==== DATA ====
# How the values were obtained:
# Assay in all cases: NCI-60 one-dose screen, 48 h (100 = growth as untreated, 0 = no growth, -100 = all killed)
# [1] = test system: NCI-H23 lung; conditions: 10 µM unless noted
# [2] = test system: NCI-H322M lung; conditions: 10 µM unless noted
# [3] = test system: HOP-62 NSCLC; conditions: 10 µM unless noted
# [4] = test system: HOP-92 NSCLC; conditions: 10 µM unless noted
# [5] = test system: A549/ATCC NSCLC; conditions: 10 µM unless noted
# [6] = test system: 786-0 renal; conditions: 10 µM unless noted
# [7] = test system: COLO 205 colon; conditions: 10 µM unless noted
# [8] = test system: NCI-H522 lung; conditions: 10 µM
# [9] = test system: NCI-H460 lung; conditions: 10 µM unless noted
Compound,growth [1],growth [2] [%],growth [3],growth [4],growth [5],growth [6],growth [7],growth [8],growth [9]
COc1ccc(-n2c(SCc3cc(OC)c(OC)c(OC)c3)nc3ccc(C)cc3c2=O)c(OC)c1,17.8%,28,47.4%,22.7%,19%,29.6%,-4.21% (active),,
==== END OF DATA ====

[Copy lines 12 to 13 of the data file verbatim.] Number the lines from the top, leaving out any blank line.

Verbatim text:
Compound,growth [1],growth [2] [%],growth [3],growth [4],growth [5],growth [6],growth [7],growth [8],growth [9]
COc1ccc(-n2c(SCc3cc(OC)c(OC)c(OC)c3)nc3ccc(C)cc3c2=O)c(OC)c1,17.8%,28,47.4%,22.7%,19%,29.6%,-4.21% (active),,